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    6. Ha! I had a water birth with my first baby no poop in sight! It was an amazing experience and really helped me regain some peace when I needed it. I still got a tear on my labia though, but it was just perfect for his birth. Funnily I didn't feel the need for a water birth with the next two. You just go with what you feel is right for you. I hope you feel the peace of it too. Good luck with it all.

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  9. I love reading your blog and I'm always so amazed at your vigor for life. You just seem like such a lovely and positive person. Best of luck with the baby!!!

    I've also thought of you in particular (hah- seems such a creepy internet stranger thing to say) with the Brexit vote. Would you be willing to write more about your thoughts and how it's effecting you? Most of my UK friends are naturalized citizens so I'm getting most of my information from them and would be genuinely interested to hear an "immigrants" POV. No worries if not, I realize it's an amazingly busy time in life for you!

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    1. i am still formulating a lot of my thoughts about the whole thing, to be honest. and it's all so fresh and no one knows how the heck it will play out. but it has affected us personally because the value of the pound plummeting (and probably not recovering for a long time) means we lose a good chunk of money, and because the changing face of london as a financial center provides us with much less job security. what hits closest to home is ian having to work very long hours in the final weeks leading up to our son's birth, which just stinks. obviously others are affected much more than we are. we don't know what will happen with our many friends who are european immigrants living in london. we don't know what will happen to the leadership of and makeup of this country. in my opinion, one of the things that makes england (and especially london) so great is its stunning diversity of people - people really coming together from all over the world and living with and learning from each other. i am worried about how brexit will affect this amazing dynamic, and some of the rhetoric of the leave campaign, especially around immigration makes me really uncomfortable. but this certainly isn't just an immigration issue, and i wonder how the country, continent and world will be affected in many ways. i am hoping this will prompt positive change and that things will somehow get sorted out in a way that makes humankind better. we will see!!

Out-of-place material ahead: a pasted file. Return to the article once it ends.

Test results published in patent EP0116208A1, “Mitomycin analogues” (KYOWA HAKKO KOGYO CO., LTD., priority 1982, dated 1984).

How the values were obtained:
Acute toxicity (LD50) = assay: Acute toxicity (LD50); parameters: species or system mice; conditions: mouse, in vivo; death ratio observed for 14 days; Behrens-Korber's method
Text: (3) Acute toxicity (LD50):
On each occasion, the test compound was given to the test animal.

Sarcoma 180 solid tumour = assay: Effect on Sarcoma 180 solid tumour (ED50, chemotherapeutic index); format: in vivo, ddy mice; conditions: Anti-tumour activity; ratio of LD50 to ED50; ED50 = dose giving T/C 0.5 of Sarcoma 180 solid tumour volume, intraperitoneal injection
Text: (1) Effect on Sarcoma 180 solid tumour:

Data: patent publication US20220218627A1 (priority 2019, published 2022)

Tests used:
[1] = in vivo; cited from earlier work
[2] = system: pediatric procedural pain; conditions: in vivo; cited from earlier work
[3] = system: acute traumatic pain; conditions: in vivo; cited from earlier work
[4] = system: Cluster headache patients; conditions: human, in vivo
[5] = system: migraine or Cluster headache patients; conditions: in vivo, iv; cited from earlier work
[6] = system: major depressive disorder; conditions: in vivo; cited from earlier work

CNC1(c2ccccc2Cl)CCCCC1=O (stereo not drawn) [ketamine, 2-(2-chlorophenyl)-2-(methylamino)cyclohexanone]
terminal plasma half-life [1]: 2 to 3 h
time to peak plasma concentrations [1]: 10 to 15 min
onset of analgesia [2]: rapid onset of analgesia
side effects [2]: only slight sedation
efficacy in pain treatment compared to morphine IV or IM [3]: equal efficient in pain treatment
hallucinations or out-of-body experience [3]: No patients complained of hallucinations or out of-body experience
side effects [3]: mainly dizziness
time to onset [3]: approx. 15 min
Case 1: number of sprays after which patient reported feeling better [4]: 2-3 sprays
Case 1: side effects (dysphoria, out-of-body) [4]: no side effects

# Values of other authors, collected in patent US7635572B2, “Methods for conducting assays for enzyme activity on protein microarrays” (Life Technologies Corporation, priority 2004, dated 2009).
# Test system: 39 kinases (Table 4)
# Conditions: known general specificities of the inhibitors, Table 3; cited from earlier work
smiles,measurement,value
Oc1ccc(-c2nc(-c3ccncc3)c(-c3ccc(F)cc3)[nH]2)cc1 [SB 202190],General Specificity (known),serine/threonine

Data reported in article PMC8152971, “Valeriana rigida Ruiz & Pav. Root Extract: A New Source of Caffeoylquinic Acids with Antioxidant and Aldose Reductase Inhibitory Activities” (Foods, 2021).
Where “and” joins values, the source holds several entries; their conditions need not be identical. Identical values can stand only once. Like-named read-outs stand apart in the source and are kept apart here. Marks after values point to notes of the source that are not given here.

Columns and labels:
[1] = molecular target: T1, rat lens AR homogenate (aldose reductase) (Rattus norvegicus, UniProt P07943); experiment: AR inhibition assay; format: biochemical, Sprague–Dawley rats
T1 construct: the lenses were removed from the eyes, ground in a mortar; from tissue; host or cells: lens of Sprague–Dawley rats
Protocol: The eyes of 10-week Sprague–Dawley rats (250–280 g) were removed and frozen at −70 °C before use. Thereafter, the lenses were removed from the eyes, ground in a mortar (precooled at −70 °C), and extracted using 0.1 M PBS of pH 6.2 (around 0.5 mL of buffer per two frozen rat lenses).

just some scattered thoughts!

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    2. England will always be diverse. It decided centuries ago to start occupying and annexing controlling as much 3/5 of the land mass on the globe at one time. Many places have not been put back yet. There are generations of citizens from every corner of the world and every ethnicity. Are you really only concerned with the European expats?

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    3. Thanks so much for your thoughts Charity. I'm glad to have the perspective of a US citizen currently living in the UK. My step dad is a Brit, and still owns quite of bit of land and property there. We've chatted as a family about beginning the process of making the jump across the pond, and its become more of a possibility lately. Though with Brexit, we've stalled a bit in our conversations.

      I genuinely wish you, Ian and the baby the best!

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  10. Lots of love to you friend. My offer to help still stands, especially while Ian is away! xxx

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  11. Since this is the internet, I want to clarify: I didn't mean to imply that you are overdramatic. From your post I figured as much as you have confirmed in another comment. While your feelings are valid, I thought some peace of mind wouldn't hurt right now and I tried to offer some solace.